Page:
When the defendant does not contend the district court made an error of law or fact—as in this case on appeal—the appellate court's standard of review is whether no reasonable person would have agreed with the judge's decision in light of the mitigating factors the defendant asserted in support of his motion. State v. Florentin, 297 Kan. 594, 599, 303 P.3d 263 (2013), disapproved on other grounds by Jolly, 301 Kan. 313.
Sentencing under Jessica's Law, as provided in K.S.A. 2018 Supp. 21-6627, generally provides for a life sentence with a mandatory minimum term of imprisonment of not less than 25 years. The statute, however, expressly authorizes and provides a procedure for imposing a departure sentence from the mandatory minimum sentence. See K.S.A. 2018 Supp. 21-6627(d). In evaluating a request for a departure sentence under Jessica's Law, the sentencing court must determine whether substantial and compelling reasons exist for a departure "'following a review of mitigating circumstances.'" Jolly, 301 Kan. at 321. "Substantial" means something real, not imagined; something with substance, not ephemeral. "Compelling" means that the court is forced, by the facts of the case, to leave the status quo and go what is beyond the ordinary. State v. Reed, 302 Kan. 227, 250, 352 P.3d 530 (2015).
Murphy first argues that one victim was a willing participant in the crime. It is unknown which victim Murphy is referencing. But given the young ages of the two victims and the fact that they were both below the age of consent at the time the sex crimes were committed, Murphy's argument has no merit.
Murphy also argues that a departure was warranted because he accepted responsibility for his crimes and, as a result, the victims were spared from court testimony. Acceptance of responsibility is not a listed mitigating factor in K.S.A. 2018 Supp. 21-6627(d)(2), but it is a factor that district courts may consider. See Jolly, 301 Kan. at 328. Of course, by pleading guilty, Murphy also obtained the benefits of the plea agreement. Under the circumstances of this case, this factor carries little weight.
Murphy also argues that a departure to the grid was appropriate because of his limited criminal history. Murphy had a felony conviction for forgery in 2005, multiple misdemeanor and juvenile convictions, and numerous traffic offenses. But his criminal history does not include a person felony. The district court considered Murphy's lack of serious criminal history but commented that "there's a fairly steady pattern of violating the laws." This factor did not constitute substantial mitigation.
According to Murphy, a departure was also appropriate because he had a low risk of reoffending and a life sentence was unnecessary to ensure public safety. In support, Murphy points to two sex offender evaluations he took before sentencing which indicated that he had a 3.9% and 11.8% chance of reoffending within the next five years. On appeal, Murphy argues that the probability would be even lower given that he would spend a significant time in prison even if a departure was granted.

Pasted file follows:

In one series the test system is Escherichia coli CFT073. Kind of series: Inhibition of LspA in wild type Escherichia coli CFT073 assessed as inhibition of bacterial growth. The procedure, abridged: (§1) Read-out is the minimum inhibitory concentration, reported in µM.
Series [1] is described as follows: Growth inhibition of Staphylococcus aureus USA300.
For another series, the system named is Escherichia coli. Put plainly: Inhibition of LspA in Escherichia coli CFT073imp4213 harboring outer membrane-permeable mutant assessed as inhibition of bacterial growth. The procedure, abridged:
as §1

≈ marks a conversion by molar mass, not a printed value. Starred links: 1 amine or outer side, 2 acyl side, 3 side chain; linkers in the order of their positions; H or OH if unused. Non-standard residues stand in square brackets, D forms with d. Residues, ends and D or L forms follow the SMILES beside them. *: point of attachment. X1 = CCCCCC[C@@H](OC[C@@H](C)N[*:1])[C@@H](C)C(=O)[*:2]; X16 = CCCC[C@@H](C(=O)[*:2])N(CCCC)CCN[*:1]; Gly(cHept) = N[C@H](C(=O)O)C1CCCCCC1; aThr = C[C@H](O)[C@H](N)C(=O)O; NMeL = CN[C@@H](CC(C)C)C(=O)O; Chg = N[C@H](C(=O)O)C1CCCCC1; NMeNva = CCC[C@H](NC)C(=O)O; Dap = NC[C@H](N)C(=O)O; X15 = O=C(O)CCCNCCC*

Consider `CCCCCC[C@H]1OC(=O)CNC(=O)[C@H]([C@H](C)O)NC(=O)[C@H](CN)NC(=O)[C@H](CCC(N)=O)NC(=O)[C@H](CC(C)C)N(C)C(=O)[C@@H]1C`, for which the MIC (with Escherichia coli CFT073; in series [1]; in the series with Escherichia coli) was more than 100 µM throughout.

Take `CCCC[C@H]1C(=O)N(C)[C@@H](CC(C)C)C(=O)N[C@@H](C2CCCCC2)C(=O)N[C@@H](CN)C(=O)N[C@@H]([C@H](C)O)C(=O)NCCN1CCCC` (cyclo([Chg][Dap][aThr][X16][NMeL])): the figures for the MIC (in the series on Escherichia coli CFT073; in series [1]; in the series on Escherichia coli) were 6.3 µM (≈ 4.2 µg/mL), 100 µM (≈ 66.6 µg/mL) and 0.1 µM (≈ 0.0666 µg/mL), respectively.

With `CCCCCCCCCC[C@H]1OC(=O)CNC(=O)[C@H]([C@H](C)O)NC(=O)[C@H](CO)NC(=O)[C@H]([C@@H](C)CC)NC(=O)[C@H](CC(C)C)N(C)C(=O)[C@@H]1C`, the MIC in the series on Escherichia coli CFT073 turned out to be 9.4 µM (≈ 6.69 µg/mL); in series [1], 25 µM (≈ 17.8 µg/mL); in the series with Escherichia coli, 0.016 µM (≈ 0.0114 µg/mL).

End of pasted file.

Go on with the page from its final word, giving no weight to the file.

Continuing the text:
The prosecutor specifically challenged defense counsel's characterization, observing, "He has one of the highest risks to reoffend that I've seen. And, yes, it will drop over time, but it won't go away forever. How he has committed these offenses over time shows us what he's going to continue to do over time." The district court personally reviewed the evaluations. Given the several years between the two sexual offenses in this case, we are persuaded that the evaluations provide limited predictive evidence in mitigation.
Finally, Murphy argues that his life story also supports a departure to the grid. He focuses on having to live with his grandparents, being bullied while he was young, dropping out of school, his use of drugs, and his depression and anxiety. Murphy's unfortunate youth suggests that a difficult life may lead to unfortunate consequences later in life. Still, this mitigation is moderated by the facts of this case which, as described in the one victim's letter, show how her youth was adversely affected due to Murphy's criminal behavior.
In our view, the district court did not find the proposed mitigating factors merited a departure because of the unique circumstances of this case. The district court was confronted with two serious sexual offenses perpetrated against two young girls about five years apart. The mitigating factors asserted by Murphy did not, either individually or together, constitute substantial or compelling reasons to depart given the serious nature and consequences of these two sexual crimes. The district court's decision was reasonable under the circumstances. We are unable to say that no reasonable person would take the view adopted by the district court. See Powell, 308 Kan. at 902-03.